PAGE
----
"I'm very pleased the Senate unanimously passed this important amendment, which will help protect every family from paying higher food costs, and ensure hardworking Americans who make a living at these food inspection facilities don't see their wages cut," Sen. Blunt said in a press statement.
Pryor added, "By solving this funding gap, we've been able to protect private sector jobs, keep food prices affordable, and help nearly 40,000 employees in [Arkansas] alone."
Broader ag provisions also part of bill
The Agriculture Appropriations bill, also included as part of the CR, will maintain funding for research at land grant universities and rural infrastructure while providing for implementation of the Food Safety and Modernization Act.
A more controversial aspect of the ag appropriations bill was the so-called Sec. 735 "biotech rider," which provides farmers who plant USDA-approved GM crops with certainty that their product may enter the market, even if the product or seed is deregulated during a growing season.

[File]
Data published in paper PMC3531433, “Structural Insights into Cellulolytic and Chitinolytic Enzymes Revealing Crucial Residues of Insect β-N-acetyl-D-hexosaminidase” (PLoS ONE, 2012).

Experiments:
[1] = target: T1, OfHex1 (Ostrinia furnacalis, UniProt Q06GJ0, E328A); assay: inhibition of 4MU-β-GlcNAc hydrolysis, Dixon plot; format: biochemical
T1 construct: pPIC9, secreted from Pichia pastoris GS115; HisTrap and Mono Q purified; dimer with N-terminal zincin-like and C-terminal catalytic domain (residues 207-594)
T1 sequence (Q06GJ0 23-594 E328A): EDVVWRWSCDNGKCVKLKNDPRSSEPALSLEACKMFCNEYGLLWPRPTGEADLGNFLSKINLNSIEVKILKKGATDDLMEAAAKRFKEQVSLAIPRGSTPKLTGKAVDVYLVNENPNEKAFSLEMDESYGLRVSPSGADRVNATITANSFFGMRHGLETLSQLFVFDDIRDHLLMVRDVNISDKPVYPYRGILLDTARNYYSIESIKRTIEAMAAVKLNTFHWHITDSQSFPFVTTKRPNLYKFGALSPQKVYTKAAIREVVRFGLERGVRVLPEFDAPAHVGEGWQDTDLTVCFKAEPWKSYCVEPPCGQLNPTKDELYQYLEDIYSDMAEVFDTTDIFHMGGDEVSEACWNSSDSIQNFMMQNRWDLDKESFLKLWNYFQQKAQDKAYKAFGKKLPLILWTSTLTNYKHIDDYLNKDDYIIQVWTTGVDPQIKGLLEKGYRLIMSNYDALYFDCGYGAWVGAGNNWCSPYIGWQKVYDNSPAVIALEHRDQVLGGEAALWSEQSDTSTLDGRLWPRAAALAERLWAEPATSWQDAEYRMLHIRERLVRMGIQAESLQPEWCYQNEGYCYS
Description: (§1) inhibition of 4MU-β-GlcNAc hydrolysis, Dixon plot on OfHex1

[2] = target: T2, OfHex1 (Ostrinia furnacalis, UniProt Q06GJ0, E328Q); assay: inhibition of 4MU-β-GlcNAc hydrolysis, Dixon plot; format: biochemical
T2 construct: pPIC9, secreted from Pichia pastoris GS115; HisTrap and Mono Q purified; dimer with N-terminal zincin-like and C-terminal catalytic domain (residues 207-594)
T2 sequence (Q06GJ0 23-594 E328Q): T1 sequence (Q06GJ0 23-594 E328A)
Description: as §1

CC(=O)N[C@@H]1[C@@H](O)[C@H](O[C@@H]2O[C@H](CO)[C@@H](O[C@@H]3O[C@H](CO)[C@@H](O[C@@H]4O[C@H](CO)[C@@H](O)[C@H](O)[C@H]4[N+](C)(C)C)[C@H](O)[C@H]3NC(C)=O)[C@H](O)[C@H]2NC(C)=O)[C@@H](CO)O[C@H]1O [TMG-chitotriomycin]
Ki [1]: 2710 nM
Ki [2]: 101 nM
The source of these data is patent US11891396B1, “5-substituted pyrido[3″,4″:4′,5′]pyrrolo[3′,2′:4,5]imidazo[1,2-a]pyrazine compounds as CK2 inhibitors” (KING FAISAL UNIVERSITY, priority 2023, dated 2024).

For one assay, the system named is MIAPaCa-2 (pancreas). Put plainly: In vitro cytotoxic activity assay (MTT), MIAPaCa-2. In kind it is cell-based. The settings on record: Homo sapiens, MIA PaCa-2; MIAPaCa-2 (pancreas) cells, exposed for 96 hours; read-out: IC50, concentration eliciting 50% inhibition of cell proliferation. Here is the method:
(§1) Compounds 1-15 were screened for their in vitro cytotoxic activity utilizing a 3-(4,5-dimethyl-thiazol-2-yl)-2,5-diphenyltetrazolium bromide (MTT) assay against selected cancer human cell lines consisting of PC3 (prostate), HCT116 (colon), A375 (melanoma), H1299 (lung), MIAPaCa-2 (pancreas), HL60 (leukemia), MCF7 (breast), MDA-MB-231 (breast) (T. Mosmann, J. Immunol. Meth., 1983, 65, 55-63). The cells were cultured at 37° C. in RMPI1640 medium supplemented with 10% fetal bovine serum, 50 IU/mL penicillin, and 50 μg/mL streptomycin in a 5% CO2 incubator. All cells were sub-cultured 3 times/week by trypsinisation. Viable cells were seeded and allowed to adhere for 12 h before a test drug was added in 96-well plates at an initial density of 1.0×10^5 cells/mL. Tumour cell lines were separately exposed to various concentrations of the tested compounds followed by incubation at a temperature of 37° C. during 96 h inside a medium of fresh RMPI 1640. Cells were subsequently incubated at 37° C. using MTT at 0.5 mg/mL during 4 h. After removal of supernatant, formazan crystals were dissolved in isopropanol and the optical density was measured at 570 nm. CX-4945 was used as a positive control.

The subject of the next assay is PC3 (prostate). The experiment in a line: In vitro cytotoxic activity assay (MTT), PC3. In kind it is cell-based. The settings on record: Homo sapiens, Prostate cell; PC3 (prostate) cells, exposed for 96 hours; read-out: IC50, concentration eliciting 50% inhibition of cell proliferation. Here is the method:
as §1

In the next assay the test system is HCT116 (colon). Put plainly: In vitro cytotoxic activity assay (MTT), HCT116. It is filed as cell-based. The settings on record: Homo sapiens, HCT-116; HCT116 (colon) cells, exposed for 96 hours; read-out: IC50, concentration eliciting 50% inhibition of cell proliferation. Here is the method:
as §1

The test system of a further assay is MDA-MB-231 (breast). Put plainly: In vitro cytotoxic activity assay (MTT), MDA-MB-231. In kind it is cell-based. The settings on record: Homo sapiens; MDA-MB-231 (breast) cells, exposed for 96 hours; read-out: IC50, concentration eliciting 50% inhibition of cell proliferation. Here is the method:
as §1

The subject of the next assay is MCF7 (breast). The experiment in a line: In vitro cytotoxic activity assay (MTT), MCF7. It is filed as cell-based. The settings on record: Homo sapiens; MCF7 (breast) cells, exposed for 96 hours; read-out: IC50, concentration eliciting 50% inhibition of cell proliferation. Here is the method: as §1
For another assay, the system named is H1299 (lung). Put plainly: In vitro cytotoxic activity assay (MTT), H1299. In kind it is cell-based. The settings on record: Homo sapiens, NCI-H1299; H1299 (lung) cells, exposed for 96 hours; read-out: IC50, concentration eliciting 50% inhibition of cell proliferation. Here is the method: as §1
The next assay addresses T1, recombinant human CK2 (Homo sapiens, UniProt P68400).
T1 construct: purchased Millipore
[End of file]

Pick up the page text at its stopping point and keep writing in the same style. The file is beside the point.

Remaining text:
Activist group Center for Food Safety says the rider is part of a "hidden backroom deal" to protect biotech companies. Previous efforts by Sens. Tester, Boxer, Gillibrand, Leahy, Begich and Blumenthal to remove the Sec. 735 language have failed.
Despite appropriations, sequester effects still exist within USDA
The bill, and provisions for FSIS serve as a sort of coping mechanism, shifting funds to essential services while keeping many of the automatic spending cuts introduced by sequestration earlier this month.
USDA said Wednesday about $152 million in total will be cut from Farm Service Agency programs, affecting about 350,000 farmers. The Milk Income Loss Program, the Supplemental Revenue Assistance Program and the Noninsured Assistance Program will be affected.